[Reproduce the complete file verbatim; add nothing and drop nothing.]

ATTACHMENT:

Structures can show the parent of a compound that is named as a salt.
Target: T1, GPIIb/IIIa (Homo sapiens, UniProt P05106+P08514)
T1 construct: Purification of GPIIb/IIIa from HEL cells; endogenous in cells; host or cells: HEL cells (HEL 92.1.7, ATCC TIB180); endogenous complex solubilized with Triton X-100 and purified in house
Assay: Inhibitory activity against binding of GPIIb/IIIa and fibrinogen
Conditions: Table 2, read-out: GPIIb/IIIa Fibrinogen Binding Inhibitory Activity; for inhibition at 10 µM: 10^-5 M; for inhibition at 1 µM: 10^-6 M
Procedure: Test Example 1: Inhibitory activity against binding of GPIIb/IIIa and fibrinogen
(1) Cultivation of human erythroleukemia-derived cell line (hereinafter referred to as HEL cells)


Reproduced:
Structures can show the parent of a compound that is named as a salt.
Target: T1, GPIIb/IIIa (Homo sapiens, UniProt P05106+P08514)
T1 construct: Purification of GPIIb/IIIa from HEL cells; endogenous in cells; host or cells: HEL cells (HEL 92.1.7, ATCC TIB180); endogenous complex solubilized with Triton X-100 and purified in house
Assay: Inhibitory activity against binding of GPIIb/IIIa and fibrinogen
Conditions: Table 2, read-out: GPIIb/IIIa Fibrinogen Binding Inhibitory Activity; for inhibition at 10 µM: 10^-5 M; for inhibition at 1 µM: 10^-6 M
Procedure: Test Example 1: Inhibitory activity against binding of GPIIb/IIIa and fibrinogen
(1) Cultivation of human erythroleukemia-derived cell line (hereinafter referred to as HEL cells)